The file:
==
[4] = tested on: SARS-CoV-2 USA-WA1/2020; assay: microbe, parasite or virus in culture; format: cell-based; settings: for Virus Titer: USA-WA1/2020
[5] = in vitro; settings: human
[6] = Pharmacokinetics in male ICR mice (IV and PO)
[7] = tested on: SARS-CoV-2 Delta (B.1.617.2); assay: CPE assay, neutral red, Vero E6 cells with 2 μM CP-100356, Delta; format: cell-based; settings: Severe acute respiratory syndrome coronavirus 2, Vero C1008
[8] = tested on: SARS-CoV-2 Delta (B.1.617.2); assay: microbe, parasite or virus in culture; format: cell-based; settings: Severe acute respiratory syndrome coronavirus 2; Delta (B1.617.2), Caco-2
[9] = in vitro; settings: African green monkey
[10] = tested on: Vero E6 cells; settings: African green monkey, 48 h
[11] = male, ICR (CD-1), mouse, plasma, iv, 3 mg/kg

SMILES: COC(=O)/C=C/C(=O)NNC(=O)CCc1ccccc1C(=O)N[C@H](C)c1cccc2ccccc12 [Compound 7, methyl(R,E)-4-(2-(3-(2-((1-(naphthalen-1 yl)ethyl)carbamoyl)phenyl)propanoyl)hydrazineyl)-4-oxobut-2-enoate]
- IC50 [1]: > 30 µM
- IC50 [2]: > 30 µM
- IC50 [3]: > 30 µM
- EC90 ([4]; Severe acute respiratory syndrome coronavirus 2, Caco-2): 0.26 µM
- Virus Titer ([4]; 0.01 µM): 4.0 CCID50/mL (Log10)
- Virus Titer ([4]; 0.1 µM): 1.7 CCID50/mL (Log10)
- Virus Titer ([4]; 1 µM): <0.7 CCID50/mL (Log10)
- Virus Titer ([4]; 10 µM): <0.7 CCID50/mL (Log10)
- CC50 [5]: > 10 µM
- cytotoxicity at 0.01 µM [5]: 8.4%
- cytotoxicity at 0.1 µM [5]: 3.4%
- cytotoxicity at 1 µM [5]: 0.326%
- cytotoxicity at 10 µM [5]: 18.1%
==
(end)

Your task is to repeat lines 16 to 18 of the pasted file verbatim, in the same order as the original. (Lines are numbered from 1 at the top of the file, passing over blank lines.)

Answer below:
- Virus Titer ([4]; 1 µM): <0.7 CCID50/mL (Log10)
- Virus Titer ([4]; 10 µM): <0.7 CCID50/mL (Log10)
- CC50 [5]: > 10 µM